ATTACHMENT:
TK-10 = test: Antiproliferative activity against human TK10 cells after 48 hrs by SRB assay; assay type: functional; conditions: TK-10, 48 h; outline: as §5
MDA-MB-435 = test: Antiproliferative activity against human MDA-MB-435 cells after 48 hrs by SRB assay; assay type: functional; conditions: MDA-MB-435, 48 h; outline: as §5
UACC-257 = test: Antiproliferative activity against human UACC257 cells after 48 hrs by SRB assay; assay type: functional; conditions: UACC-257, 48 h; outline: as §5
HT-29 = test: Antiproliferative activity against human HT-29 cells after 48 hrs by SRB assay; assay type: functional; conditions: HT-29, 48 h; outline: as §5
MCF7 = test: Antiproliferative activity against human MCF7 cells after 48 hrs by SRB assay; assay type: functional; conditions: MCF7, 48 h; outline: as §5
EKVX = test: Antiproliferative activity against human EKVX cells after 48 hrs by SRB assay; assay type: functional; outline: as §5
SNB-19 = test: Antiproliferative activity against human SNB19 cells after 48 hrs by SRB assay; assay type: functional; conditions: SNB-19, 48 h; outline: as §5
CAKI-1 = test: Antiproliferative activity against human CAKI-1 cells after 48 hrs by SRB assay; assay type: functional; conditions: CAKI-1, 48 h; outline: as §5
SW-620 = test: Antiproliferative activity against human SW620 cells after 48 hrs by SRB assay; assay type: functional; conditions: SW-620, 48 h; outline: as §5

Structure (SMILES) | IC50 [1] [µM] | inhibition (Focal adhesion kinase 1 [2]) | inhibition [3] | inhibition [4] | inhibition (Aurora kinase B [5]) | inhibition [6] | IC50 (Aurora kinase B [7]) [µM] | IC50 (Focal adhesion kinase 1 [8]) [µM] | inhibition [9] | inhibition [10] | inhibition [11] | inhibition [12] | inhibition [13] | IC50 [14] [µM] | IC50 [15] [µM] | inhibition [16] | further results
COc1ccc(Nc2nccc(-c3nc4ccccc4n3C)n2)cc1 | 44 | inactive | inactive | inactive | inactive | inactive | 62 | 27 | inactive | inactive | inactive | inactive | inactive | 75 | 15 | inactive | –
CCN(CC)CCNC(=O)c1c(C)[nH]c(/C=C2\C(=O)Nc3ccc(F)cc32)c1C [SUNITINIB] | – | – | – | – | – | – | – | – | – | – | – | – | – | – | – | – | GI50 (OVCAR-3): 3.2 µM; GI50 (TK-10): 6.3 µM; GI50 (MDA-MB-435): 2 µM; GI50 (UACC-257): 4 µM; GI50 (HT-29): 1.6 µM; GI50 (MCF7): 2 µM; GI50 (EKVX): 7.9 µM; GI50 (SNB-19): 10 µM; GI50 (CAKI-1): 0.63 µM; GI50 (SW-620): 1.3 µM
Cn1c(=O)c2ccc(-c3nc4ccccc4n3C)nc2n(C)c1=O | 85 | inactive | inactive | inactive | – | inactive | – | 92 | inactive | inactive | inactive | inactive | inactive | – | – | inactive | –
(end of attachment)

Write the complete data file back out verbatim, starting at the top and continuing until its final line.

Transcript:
TK-10 = test: Antiproliferative activity against human TK10 cells after 48 hrs by SRB assay; assay type: functional; conditions: TK-10, 48 h; outline: as §5
MDA-MB-435 = test: Antiproliferative activity against human MDA-MB-435 cells after 48 hrs by SRB assay; assay type: functional; conditions: MDA-MB-435, 48 h; outline: as §5
UACC-257 = test: Antiproliferative activity against human UACC257 cells after 48 hrs by SRB assay; assay type: functional; conditions: UACC-257, 48 h; outline: as §5
HT-29 = test: Antiproliferative activity against human HT-29 cells after 48 hrs by SRB assay; assay type: functional; conditions: HT-29, 48 h; outline: as §5
MCF7 = test: Antiproliferative activity against human MCF7 cells after 48 hrs by SRB assay; assay type: functional; conditions: MCF7, 48 h; outline: as §5
EKVX = test: Antiproliferative activity against human EKVX cells after 48 hrs by SRB assay; assay type: functional; outline: as §5
SNB-19 = test: Antiproliferative activity against human SNB19 cells after 48 hrs by SRB assay; assay type: functional; conditions: SNB-19, 48 h; outline: as §5
CAKI-1 = test: Antiproliferative activity against human CAKI-1 cells after 48 hrs by SRB assay; assay type: functional; conditions: CAKI-1, 48 h; outline: as §5
SW-620 = test: Antiproliferative activity against human SW620 cells after 48 hrs by SRB assay; assay type: functional; conditions: SW-620, 48 h; outline: as §5

Structure (SMILES) | IC50 [1] [µM] | inhibition (Focal adhesion kinase 1 [2]) | inhibition [3] | inhibition [4] | inhibition (Aurora kinase B [5]) | inhibition [6] | IC50 (Aurora kinase B [7]) [µM] | IC50 (Focal adhesion kinase 1 [8]) [µM] | inhibition [9] | inhibition [10] | inhibition [11] | inhibition [12] | inhibition [13] | IC50 [14] [µM] | IC50 [15] [µM] | inhibition [16] | further results
COc1ccc(Nc2nccc(-c3nc4ccccc4n3C)n2)cc1 | 44 | inactive | inactive | inactive | inactive | inactive | 62 | 27 | inactive | inactive | inactive | inactive | inactive | 75 | 15 | inactive | –
CCN(CC)CCNC(=O)c1c(C)[nH]c(/C=C2\C(=O)Nc3ccc(F)cc32)c1C [SUNITINIB] | – | – | – | – | – | – | – | – | – | – | – | – | – | – | – | – | GI50 (OVCAR-3): 3.2 µM; GI50 (TK-10): 6.3 µM; GI50 (MDA-MB-435): 2 µM; GI50 (UACC-257): 4 µM; GI50 (HT-29): 1.6 µM; GI50 (MCF7): 2 µM; GI50 (EKVX): 7.9 µM; GI50 (SNB-19): 10 µM; GI50 (CAKI-1): 0.63 µM; GI50 (SW-620): 1.3 µM
Cn1c(=O)c2ccc(-c3nc4ccccc4n3C)nc2n(C)c1=O | 85 | inactive | inactive | inactive | – | inactive | – | 92 | inactive | inactive | inactive | inactive | inactive | – | – | inactive | –